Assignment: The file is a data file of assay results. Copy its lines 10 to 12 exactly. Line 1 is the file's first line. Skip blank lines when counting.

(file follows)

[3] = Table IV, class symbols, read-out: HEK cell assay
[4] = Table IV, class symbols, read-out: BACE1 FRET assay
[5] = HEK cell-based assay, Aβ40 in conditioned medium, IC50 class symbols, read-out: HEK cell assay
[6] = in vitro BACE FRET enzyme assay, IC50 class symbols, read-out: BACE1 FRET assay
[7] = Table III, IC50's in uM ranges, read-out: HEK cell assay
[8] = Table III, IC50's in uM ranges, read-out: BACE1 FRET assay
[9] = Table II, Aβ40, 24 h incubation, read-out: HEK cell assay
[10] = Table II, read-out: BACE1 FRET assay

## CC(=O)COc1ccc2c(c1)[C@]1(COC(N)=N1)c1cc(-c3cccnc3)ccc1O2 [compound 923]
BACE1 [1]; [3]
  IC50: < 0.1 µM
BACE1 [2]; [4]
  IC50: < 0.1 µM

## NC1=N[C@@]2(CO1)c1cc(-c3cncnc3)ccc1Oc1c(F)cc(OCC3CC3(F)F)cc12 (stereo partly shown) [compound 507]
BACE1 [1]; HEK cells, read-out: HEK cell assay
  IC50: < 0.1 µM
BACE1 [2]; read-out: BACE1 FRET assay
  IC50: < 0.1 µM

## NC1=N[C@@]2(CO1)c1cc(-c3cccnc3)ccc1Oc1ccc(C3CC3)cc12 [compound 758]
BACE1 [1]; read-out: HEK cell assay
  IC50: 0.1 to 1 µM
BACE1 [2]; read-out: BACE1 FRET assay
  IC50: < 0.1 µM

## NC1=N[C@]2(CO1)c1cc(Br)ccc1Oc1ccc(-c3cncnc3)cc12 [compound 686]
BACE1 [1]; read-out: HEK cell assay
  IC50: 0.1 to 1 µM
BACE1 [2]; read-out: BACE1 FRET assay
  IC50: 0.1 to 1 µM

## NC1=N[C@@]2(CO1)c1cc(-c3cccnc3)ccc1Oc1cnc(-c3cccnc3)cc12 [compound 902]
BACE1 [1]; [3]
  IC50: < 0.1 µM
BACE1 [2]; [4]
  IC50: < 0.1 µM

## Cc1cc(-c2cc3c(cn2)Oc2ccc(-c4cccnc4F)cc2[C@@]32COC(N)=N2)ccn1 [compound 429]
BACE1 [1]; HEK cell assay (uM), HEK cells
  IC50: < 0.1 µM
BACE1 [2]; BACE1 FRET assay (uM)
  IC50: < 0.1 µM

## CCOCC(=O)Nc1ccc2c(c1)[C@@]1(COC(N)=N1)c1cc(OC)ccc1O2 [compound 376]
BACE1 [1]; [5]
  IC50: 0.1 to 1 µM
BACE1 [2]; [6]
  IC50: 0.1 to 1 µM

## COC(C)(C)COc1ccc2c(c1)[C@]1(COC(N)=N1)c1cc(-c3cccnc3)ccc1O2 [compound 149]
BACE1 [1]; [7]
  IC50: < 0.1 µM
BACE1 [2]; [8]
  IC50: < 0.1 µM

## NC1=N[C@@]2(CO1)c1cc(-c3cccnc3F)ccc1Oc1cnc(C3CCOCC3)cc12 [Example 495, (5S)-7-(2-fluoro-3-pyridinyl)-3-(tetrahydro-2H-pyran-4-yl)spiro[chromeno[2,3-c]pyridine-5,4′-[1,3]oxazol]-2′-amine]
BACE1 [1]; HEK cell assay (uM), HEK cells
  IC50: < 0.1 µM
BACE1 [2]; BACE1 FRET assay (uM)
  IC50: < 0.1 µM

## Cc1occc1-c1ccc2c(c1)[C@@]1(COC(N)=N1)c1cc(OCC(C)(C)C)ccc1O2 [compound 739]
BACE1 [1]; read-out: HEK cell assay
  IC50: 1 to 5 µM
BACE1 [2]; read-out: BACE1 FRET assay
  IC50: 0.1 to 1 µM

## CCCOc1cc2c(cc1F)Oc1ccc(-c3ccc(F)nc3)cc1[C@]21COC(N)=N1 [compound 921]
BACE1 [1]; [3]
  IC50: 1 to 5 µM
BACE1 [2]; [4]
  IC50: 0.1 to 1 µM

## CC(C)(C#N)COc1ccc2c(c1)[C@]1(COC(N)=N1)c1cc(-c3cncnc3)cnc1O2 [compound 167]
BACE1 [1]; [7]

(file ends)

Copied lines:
BACE1 [1]; [3]
  IC50: < 0.1 µM
BACE1 [2]; [4]